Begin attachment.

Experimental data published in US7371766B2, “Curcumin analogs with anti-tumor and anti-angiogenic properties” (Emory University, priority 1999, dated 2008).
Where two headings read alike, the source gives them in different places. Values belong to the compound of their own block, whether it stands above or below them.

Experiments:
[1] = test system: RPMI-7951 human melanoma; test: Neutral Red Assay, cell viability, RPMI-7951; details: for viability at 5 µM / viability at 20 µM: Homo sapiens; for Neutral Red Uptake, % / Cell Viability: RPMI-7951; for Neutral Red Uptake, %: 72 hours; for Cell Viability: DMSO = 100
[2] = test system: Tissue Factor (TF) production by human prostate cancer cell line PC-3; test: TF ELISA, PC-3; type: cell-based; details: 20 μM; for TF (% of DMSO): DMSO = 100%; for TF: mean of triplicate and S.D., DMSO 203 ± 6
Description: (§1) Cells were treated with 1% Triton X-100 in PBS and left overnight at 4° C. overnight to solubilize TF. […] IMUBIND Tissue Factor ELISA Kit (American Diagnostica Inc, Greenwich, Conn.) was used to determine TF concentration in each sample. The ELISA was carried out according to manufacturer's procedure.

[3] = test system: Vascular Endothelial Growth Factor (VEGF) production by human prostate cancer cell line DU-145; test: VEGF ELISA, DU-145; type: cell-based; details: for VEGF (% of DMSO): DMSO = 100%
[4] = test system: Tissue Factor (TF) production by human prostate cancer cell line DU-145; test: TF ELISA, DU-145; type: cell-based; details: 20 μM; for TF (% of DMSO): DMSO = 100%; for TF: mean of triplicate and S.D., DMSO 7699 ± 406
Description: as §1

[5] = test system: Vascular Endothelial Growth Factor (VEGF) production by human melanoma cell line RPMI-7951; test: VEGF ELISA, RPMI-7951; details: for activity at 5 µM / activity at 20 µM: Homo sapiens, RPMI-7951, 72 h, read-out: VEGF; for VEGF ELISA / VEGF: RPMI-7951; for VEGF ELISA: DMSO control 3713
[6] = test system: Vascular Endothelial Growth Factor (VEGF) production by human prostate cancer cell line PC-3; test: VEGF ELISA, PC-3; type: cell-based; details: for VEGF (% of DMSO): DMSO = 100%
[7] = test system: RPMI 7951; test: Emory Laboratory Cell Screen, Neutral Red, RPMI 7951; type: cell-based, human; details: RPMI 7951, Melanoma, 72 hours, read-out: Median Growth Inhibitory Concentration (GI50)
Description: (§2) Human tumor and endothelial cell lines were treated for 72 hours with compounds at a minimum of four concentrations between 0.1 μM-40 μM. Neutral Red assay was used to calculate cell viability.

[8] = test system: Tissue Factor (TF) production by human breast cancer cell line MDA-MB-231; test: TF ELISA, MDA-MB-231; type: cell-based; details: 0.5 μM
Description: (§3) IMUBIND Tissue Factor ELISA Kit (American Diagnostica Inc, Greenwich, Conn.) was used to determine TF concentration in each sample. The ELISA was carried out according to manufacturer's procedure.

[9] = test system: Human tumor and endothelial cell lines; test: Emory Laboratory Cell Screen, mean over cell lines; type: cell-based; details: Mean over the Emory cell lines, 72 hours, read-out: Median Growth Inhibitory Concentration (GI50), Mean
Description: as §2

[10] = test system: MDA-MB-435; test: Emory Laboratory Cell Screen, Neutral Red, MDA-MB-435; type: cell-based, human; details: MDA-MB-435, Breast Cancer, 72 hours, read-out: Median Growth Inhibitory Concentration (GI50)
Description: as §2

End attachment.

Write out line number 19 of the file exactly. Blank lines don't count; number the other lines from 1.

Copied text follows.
Description: as §2